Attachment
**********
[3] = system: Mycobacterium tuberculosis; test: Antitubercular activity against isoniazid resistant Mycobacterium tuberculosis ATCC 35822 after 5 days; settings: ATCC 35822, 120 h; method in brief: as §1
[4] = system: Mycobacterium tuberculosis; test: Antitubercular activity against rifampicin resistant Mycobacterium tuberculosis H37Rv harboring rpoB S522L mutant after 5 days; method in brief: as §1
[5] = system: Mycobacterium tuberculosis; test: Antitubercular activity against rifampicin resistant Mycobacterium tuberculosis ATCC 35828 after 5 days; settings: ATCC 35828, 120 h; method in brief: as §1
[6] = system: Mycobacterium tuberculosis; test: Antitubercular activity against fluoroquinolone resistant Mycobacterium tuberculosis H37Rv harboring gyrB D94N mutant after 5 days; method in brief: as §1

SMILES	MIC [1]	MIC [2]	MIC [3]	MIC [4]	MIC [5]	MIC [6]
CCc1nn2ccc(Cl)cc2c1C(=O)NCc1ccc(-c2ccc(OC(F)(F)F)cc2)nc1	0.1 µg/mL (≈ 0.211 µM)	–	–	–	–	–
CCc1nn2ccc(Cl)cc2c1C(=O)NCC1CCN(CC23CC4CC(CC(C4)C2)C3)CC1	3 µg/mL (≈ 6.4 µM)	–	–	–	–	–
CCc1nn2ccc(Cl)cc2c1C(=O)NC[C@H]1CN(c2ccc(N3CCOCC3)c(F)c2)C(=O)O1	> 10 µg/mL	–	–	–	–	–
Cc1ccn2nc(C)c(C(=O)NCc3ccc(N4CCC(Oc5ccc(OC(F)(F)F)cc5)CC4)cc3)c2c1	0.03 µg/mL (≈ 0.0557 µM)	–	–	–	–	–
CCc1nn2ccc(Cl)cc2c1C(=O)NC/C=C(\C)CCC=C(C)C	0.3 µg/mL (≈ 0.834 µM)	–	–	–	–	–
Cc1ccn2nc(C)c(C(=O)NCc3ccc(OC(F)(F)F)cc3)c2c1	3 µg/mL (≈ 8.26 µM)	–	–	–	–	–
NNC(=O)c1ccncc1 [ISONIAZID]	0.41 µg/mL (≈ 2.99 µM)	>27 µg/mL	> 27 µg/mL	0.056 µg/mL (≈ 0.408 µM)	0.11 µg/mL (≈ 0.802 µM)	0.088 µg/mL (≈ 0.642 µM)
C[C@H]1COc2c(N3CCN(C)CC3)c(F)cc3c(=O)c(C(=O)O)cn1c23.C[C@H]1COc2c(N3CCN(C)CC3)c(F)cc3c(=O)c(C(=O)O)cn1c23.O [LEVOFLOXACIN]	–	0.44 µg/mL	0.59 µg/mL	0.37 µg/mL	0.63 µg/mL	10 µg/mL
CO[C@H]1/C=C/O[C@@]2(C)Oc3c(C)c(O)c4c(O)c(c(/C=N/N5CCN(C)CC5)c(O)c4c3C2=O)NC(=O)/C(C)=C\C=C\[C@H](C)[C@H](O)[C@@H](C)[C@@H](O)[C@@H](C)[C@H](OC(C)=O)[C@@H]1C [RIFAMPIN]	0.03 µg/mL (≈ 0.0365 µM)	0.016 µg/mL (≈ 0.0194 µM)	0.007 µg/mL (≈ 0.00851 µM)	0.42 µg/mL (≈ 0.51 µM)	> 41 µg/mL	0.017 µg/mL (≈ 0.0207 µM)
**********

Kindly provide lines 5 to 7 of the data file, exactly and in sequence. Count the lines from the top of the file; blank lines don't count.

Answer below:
SMILES	MIC [1]	MIC [2]	MIC [3]	MIC [4]	MIC [5]	MIC [6]
CCc1nn2ccc(Cl)cc2c1C(=O)NCc1ccc(-c2ccc(OC(F)(F)F)cc2)nc1	0.1 µg/mL (≈ 0.211 µM)	–	–	–	–	–
CCc1nn2ccc(Cl)cc2c1C(=O)NCC1CCN(CC23CC4CC(CC(C4)C2)C3)CC1	3 µg/mL (≈ 6.4 µM)	–	–	–	–	–